The FTC examined marketing expenditures by 44 companies. Spending on soda marketing came to $492 million, with the vast majority of that spending directed toward adolescents. Fast food restaurants reported spending close to $294 million, which was divided about evenly between children and adolescents. For cereals, companies spent about $237 million, with the vast majority of that targeted to children under age 12.
Needless to say, very little was spent trying to convince kids to eat fresh fruits and vegetables.
Marketing media included television and major movies such as "Superman Returns" and "Pirates of the Caribbean." Companies created limited-edition snacks, cereals, waffles and candy based on the movies. They offered prizes on the Internet to buyers of those products that ranged from video games to trips to Disney World to a $1 million reward for the capture of villain Lex Luthor.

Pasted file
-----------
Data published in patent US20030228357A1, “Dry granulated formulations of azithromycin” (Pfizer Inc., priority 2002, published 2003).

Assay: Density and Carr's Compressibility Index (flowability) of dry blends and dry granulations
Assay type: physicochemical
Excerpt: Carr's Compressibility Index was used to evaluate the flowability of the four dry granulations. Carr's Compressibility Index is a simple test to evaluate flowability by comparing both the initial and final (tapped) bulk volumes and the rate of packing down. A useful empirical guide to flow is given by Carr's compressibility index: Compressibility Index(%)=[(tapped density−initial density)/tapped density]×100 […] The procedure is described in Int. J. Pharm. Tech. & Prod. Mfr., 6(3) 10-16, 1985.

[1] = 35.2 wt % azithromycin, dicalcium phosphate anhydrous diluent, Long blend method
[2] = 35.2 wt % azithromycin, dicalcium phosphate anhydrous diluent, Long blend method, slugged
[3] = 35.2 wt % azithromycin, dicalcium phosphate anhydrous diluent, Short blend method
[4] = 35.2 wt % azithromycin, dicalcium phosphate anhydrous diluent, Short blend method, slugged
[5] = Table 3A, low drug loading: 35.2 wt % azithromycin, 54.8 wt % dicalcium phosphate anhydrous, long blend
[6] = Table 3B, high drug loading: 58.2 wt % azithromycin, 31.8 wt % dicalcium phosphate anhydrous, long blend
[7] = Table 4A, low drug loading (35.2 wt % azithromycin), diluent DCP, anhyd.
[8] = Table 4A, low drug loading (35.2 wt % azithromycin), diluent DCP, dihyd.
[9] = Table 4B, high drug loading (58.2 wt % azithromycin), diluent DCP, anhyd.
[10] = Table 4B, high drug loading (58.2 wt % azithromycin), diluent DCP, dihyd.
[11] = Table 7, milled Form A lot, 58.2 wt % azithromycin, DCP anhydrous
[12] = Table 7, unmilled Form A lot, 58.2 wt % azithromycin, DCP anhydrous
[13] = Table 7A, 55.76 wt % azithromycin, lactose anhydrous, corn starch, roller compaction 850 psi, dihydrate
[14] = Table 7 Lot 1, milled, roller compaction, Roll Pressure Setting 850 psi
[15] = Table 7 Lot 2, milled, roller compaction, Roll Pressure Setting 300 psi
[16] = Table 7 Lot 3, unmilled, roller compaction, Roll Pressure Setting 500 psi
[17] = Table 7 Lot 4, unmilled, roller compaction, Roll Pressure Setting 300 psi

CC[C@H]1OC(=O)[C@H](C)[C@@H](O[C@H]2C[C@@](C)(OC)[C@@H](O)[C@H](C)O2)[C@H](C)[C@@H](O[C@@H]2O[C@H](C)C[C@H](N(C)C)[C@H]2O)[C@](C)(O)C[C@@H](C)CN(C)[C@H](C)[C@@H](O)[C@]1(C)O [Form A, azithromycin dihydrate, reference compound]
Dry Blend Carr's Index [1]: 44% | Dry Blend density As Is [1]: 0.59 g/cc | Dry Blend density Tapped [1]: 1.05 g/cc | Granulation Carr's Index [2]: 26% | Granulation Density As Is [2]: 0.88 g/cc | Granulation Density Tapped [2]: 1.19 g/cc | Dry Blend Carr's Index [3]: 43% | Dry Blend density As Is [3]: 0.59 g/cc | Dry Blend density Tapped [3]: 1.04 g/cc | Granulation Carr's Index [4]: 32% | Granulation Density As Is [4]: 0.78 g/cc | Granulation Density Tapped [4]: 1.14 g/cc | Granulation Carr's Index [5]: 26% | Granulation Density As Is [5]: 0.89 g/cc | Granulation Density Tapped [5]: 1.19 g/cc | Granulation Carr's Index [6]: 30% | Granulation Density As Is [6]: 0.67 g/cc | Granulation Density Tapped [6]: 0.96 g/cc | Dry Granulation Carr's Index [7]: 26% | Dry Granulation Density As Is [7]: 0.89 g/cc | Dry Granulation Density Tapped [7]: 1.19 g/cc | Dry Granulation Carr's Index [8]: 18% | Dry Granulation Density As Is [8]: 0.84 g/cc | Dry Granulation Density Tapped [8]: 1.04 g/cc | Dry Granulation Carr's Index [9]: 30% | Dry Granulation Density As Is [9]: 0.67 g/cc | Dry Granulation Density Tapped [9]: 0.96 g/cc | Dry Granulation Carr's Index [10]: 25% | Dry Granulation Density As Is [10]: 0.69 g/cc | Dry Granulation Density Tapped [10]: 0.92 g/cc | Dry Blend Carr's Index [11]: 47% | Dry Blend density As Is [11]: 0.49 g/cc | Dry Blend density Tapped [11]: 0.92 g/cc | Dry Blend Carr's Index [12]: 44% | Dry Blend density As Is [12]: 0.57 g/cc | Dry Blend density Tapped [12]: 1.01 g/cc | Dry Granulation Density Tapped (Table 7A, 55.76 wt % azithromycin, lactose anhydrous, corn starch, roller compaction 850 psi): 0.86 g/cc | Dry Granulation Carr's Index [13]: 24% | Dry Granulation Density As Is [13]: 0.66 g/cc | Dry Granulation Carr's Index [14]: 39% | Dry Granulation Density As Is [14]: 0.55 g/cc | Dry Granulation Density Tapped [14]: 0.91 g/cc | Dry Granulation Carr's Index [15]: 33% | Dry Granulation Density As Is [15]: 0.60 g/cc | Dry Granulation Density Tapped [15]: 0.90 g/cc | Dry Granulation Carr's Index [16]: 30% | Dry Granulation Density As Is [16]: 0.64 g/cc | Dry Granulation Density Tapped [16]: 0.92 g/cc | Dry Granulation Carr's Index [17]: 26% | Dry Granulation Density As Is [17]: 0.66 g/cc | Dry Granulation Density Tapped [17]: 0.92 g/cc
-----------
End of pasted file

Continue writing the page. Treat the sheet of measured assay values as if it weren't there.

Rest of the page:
The internet, where ad rates are relatively cheap, is coming to play a much larger role in marketing processed food to kids. According to the FTC, more than two-thirds of the 44 companies reporting online, youth-directed activities.
The Mediterranean diet, with lots of fresh fruits and vegetables and olive oil as the lipid of choice was supposed to be just the thing to keep you lean and fit. But now people who live in the Mediterranean don't eat it any more. They've switched to meat and sweets.
Greeks now have the highest body mass index of any country in the European Union. More than half of all Italians, Spaniards and Portuguese are listed as overweight. Average calorie intake in the last 40 years has increased 20 percent.
What's to blame? People have more money to spend, researchers find. Some countries that started out much poorer, such as Cypress and Malta, have increased the number of calories in their diets by 30 percent. And Spain has become an absolute fat guzzler. The average Spaniard now gets 40 percent of his calories from fat.
If you're looking for food here in the District of Columbia, you might try this handy, interactive web site. A coalition of groups supporting local foods and food assistance programs sponsor the site. Called "DC Food Finder," it will direct you to maps showing locations for farmers markets, food banks, soup kitchens and lists of local CSAs. Shouldn't every city have one of these?
Try it. You'll like it.